47) What is identity Mapper and identity reducer?

Answer) IdentityMapper is the default Mapper class in Hadoop. This mapper is executed when no mapper class is defined in the MapReduce job.

IdentityReducer is the default Reducer class in Hadoop. This mapper is executed when no reducer class is defined in the MapReduce job. This class merely passes the input key value pairs into the output directory.

48) What do you understand by the term Straggler ?

Answer) A map or reduce task that takes unsually long time to finish is referred to as straggler.

49) What is a MapReduce Combiner?

Answer)Also known as semi-reducer, Combiner is an optional class to combine the map out records using the same key. The main function of a combiner is to accept inputs from Map Class and pass those key-value pairs to Reducer class

50)What is RecordReader in a Map Reduce?

Answer)RecordReader is used to read key/value pairs form the InputSplit by converting the byte-oriented view and presenting record-oriented view to Mapper.

51)What is OutputCommitter?

Answer)OutPutCommitter describes the commit of MapReduce task. FileOutputCommitter is the default available class available for OutputCommitter in MapReduce. It performs the following operations:

Create temporary output directory for the job during initialization.

Then, it cleans the job as in removes temporary output directory post job completion.

Sets up the task temporary output.

Identifies whether a task needs commit. The commit is applied if required.

JobSetup, JobCleanup and TaskCleanup are important tasks during output commit.

52)Explain what happens when Hadoop spawned 50 tasks for a job and one of the task failed?

Answer)It will restart the task again on some other TaskTracker if the task fails more than the defined limit.

53)What is the key difference between Fork/Join and Map/Reduce? Do they differ in the kind of decomposition and distribution (data vs. computation)?

Answer)One key difference is that F-J seems to be designed to work on a single Java VM, while M-R is explicitly designed to work on a large cluster of machines. These are very different scenarios.

F-J offers facilities to partition a task into several subtasks, in a recursive-looking fashion; more tiers, possibility of 'inter-fork' communication at this stage, much more traditional programming. Does not extend (at least in the paper) beyond a single machine. Great for taking advantage of your eight-core.

M-R only does one big split, with the mapped splits not talking between each other at all, and then reduces everything together. A single tier, no inter-split communication until reduce, and massively scalable. Great for taking advantage of your share of the cloud.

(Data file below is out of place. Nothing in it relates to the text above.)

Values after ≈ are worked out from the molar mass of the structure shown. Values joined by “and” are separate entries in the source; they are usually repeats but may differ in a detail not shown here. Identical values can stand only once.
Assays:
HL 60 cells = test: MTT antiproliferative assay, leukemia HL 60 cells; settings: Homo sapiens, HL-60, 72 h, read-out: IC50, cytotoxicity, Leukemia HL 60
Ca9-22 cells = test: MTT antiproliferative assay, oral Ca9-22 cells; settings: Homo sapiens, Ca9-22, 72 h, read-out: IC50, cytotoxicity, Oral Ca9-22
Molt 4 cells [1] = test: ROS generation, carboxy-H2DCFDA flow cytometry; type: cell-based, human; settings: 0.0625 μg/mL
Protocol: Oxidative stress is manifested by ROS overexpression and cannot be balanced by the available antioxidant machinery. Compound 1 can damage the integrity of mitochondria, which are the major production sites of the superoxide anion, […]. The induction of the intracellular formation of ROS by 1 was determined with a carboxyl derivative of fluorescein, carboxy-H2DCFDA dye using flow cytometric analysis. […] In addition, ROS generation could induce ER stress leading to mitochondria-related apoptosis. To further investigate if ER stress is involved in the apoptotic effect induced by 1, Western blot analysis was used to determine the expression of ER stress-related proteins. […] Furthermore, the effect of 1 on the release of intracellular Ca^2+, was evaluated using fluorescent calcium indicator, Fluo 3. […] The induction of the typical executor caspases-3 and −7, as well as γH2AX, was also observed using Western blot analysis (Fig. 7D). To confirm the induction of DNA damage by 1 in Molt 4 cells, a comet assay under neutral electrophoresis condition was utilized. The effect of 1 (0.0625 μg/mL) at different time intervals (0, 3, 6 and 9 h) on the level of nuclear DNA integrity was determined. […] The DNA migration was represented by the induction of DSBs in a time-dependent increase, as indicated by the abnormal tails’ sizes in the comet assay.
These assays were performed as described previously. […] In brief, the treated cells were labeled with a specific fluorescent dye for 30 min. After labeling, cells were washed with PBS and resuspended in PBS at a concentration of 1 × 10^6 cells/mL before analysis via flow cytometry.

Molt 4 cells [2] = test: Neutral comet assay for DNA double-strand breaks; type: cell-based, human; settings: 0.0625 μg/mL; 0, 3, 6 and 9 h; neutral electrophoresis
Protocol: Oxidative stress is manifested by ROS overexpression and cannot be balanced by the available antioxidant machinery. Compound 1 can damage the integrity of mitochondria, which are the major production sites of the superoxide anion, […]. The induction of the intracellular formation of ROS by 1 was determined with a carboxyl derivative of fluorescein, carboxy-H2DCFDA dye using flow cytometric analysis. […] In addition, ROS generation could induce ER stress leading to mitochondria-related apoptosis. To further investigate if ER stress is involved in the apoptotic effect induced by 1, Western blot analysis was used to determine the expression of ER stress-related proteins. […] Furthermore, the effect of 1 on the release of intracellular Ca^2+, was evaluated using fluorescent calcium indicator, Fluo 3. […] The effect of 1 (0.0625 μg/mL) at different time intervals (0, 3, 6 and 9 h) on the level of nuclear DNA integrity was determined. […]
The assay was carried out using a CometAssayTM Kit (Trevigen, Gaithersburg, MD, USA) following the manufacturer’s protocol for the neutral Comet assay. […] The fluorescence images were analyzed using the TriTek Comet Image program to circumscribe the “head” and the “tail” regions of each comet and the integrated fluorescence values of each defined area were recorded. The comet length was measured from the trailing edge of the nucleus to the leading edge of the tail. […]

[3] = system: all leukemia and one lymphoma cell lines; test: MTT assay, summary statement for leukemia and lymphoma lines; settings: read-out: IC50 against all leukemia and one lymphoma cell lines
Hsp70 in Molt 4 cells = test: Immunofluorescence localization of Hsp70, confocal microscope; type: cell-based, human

54)What type of problems can mapreduce solve?

Answer)For problems requiring processing and generating large data sets. Say running an interest generation query over all accounts a bank hold. Say processing audit data for all transactions that happened in the past year in a bank. The best use case is from Google - generating search index for google search engine.

55)How to get the input file name in the mapper in a Hadoop program?

Answer)First you need to get the input split, using the newer mapreduce API it would be done as follows:


But in order to get the file path and the file name you will need to first typecast the result into FileSplit.

So, in order to get the input file path you may do the following:

Path filePath = ((FileSplit) context.getInputSplit()).getPath();

String filePathString = ((FileSplit) context.getInputSplit()).getPath().toString();

Similarly, to get the file name, you may just call upon getName(), like this:

String fileName = ((FileSplit) context.getInputSplit()).getPath().getName();

56)What is the difference between Hadoop Map Reduce and Google Map Reduce?

Answer)Google MapReduce and Hadoop are two different implementations (instances) of the MapReduce framework/concept. Hadoop is open source , Google MapReduce is not and actually there are not so many available details about it.

Since they work with large data sets, they have to rely on distributed file systems. Hadoop uses as a standard distributed file system the HDFS (Hadoop Distributed File Systems) while Google MapReduce uses GFS (Google File System)

Hadooop is implemented in java. Google MapReduce seems to be in C++.